Sir Walter Scott
Anonymously published in 1814 Waverley became an astounding success. While Scott toured the lighthouses of the Northern Isles his book was being avidly consumed by a reading public whose appetite for historical fiction would grow and grow. The birth of a genre is not without it pains and Waverley at over five hundred pages long is laborious to read. The first half dozen chapters had been discarded by Scott and were only rediscovered in a desk during a search for fishing tackle. An inglorious start to what became the first in the Waverley series of novels which cemented Scott’s reputation. With a blending of historical fact and fiction, which both the modern reader and early audience would have been ill-equipped to separate, the novel that was shaped by Scotland turned and re-invented its inspiration. Does it matter that it is not true? The argument over the necessity of historical fact in fictional recreations is set aside by some commentators – as long as the drama has integrity, as long as the observations on the human struggle are accurate. Edward Waverley is as much a blend of fantasy and fact as the setting of the novel. His swithering in affection and loyalty is frequent. The reader’s attachment to his well-being and ultimate undeserved fate remains ambivalent.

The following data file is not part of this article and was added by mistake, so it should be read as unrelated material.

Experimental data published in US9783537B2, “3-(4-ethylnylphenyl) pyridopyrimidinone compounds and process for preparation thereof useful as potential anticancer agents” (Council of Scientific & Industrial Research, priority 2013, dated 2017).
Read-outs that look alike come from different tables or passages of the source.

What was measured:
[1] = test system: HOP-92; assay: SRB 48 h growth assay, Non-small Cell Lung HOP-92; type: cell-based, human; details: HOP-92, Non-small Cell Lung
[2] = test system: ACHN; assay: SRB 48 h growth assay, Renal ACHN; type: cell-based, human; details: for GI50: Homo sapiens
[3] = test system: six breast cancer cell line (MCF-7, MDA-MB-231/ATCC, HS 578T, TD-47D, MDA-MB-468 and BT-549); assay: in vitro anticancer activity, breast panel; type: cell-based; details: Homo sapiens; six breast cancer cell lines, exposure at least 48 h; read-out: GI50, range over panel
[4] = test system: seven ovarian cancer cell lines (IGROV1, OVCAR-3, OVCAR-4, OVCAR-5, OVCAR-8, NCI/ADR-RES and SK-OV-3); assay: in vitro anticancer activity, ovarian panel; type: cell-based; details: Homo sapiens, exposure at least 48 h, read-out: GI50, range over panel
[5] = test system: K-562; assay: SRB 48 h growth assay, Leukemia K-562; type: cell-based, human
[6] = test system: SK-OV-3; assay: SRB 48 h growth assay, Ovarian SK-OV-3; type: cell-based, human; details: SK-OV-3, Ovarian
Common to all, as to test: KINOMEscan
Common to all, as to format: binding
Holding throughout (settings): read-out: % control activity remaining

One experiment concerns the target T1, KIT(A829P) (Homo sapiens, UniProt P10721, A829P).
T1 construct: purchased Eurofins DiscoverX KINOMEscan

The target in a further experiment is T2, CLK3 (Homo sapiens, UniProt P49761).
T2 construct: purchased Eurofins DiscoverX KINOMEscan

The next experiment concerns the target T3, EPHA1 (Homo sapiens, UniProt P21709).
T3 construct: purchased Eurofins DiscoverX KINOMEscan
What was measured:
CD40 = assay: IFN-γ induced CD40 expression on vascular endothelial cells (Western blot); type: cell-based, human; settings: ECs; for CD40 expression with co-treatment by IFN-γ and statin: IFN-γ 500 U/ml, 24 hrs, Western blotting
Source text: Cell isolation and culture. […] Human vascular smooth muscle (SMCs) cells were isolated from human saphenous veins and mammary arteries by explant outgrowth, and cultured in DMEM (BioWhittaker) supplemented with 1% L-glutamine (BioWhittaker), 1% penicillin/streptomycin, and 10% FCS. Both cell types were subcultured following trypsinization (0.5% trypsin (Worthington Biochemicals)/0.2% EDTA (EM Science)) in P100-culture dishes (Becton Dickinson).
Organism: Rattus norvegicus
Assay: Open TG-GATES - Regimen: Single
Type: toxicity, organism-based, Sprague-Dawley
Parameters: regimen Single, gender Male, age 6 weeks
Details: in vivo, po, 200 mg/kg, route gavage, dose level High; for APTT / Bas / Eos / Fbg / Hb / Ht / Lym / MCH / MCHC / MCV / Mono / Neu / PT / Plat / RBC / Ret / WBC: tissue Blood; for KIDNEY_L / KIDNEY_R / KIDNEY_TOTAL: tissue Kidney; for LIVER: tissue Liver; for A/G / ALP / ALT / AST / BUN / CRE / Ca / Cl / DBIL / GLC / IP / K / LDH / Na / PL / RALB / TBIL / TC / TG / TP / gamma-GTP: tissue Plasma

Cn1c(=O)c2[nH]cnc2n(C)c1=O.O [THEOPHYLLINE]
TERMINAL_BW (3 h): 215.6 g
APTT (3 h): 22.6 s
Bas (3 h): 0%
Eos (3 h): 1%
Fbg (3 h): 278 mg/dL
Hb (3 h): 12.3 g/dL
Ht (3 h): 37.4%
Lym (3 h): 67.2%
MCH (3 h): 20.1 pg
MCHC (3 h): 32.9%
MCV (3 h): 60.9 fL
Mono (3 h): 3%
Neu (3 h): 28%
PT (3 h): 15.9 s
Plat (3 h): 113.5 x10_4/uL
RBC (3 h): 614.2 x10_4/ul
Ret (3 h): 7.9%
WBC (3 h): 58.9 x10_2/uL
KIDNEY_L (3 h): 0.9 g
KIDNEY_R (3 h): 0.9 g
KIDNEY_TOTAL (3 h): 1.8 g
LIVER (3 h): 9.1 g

This is a historical romantic fiction. Be warned there will, one way or another be a happy ending for the hero. Patience, forbearance and duty are required to finish this book. Something Edward Waverley would do well to learn from.
May, 2019, Orkney